FRANKFORT, Ky. (May 26, 2004) - The Kentucky departments for Public Health, Environmental Protection and Fish and Wildlife Resources today amended a fish consumption advisory for the Mud River and Town Branch in Logan, Butler, and Muhlenberg counties. This modifies the advisory that has been in place since 1999 for fish species caught in those streams and is intended to inform the public about the possible risks of eating unrestricted amounts of fish from these waterways. Do not be discouraged from fishing these waterways, but follow the new guidelines before consuming fish.
This advisory is based on the agencies’ review of 2000-2003 fish contamination information provided by the Department for Environmental Protection and Rockwell International Corporation. Fish were collected by various methods from diverse areas of the streams and tested for organic chemical contaminants, such as PCBs and chlordane, and heavy metals (mercury, cadmium and lead).
"Many contaminants found in the environment, unfortunately, do not go away overnight; so it is good to see some encouraging signs for this watershed," said Guy Delius, Assistant Director for Public Health’s Division of Public Health Protection and Safety. "This advisory reflects the most current information and allows a more generous consumption rate for many fish in this watershed. It is our public health responsibility to provide timely, accurate information and warnings regarding our food supply so Kentuckians can make informed, intelligent choices about the foods they consume."
The following are consumption precautions recommended for various tested species in Mud River and Town Branch. (NOTE: For purposes of this advisory, "one meal" is equal to one-half pound of fish, weight before cooking, eaten by a 150-pound individual).
Town Branch-This advisory remains the same and fish should not be consumed from any portion of Town Branch. This includes all species and all sizes.
Mud River-From Hancock Lake Dam to Wolf Lick Creek - Fish that feed on the bottom, such as catfish, carp, suckers, and drum, should not be eaten. Game fish such as bass, sunfish and crappie may be eaten, but not more than one meal per month. Special Population: Women of childbearing age and children should not eat any bottom-feeding fish from this segment of the Mud River, but may eat six meals per year of game fish from this segment of the Mud River.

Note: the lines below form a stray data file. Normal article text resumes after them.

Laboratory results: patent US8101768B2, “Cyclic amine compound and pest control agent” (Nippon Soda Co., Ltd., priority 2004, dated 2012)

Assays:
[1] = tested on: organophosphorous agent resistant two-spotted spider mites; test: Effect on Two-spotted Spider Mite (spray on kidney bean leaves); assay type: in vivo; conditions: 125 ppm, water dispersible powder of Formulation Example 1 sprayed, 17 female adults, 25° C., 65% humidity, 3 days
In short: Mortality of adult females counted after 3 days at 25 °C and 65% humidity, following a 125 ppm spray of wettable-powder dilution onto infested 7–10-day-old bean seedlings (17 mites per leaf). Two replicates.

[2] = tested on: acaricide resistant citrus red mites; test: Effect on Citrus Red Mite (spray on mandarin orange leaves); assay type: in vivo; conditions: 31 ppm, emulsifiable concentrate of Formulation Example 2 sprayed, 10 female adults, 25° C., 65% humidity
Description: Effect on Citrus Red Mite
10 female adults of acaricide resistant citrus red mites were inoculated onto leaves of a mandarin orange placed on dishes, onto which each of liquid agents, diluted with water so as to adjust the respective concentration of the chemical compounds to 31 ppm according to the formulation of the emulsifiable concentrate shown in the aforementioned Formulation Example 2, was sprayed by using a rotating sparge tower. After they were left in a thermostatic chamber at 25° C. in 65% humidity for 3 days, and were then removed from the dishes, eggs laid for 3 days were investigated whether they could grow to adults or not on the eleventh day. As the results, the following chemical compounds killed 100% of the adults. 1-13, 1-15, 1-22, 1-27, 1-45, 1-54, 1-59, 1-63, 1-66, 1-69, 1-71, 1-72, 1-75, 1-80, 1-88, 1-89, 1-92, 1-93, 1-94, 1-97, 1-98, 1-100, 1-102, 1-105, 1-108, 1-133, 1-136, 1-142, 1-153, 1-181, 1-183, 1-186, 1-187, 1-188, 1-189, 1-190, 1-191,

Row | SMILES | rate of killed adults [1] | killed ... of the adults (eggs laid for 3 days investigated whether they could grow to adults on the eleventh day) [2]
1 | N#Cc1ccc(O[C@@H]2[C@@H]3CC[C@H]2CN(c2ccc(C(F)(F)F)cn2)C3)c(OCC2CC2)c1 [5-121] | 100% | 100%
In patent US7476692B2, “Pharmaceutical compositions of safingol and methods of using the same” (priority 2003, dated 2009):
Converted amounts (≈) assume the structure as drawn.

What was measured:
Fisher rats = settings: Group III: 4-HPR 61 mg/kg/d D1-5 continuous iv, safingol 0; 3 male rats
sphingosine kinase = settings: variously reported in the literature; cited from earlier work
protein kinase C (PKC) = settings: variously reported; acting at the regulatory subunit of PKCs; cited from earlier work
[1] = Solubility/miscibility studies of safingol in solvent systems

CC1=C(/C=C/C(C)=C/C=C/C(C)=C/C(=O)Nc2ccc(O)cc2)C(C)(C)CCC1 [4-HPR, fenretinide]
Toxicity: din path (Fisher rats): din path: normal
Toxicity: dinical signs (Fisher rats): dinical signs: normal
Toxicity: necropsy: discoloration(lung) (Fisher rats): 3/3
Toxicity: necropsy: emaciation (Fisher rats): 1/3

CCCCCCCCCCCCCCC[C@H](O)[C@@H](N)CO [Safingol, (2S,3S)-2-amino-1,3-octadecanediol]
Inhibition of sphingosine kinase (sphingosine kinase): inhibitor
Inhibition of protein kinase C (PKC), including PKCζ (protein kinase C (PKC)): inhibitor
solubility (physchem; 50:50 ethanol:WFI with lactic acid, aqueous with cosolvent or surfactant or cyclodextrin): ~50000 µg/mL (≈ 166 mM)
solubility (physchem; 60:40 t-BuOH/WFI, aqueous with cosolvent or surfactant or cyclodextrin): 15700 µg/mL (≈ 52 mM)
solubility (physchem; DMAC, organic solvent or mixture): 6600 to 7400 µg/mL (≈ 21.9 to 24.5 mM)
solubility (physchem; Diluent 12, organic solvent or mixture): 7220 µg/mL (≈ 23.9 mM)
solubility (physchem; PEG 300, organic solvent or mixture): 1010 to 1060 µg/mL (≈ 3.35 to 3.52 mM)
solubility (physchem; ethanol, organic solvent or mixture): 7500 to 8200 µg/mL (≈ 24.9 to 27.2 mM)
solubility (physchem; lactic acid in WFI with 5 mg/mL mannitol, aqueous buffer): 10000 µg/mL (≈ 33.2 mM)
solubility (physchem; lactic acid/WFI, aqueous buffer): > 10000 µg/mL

Mud River-From Wolf Lick Creek to the Green River - no more than one meal per month should be eaten of bottom-feeding fish, such as catfish, carp, suckers, and drum. Game fish such as bass, sunfish, and crappie may be eaten, but not more than one meal per week. Special Population: Women of childbearing age and children should eat no more than six meals per year of bottom-feeding fish within this segment and may eat one meal per month of game fish.
Women of childbearing age and children are particularly susceptible to contaminants, such as PCBs, that build up in the body. Women beyond their childbearing years and men face fewer health risks from contaminants. However, they also should follow the advisory to reduce their total exposure and space meals consisting of fish over time. Spacing meals consisting of fish helps prevent contaminants from building up to harmful levels in the body.
Fish is an excellent source of protein and low-saturated fat. Proper cleaning, skinning, trimming, and cooking can reduce some contaminant levels in fish. Eat only skinless, boneless fillets with as much fat removed as possible. Larger fish tend to have higher levels of contaminants. Do not eat the skin, which can contain higher levels of fat. Eggs should be discarded. Roasting, baking and broiling have been found to reduce levels of PCBs more than other cooking methods. Cooking does not destroy contaminants or lower their toxicity, but it can eliminate some contaminants as fat cooks away. Do not eat or reuse the fat and juices that cook out of the fish.
Kentucky fish consumption advisories are issued using a risk-based approach to consumption, which, among other things, better protects women of childbearing age, unborn and infant children. This approach also provides more specific information on amounts of fish that may be safely consumed.
"By issuing these advisories, we hope to provide better information to the public on the species and amounts of fish which can be consumed safely," said Jeff Pratt, director of the Division of Water.
Tissue residue levels in fish from Mud River and Town Branch are monitored as an ongoing program of the state agencies.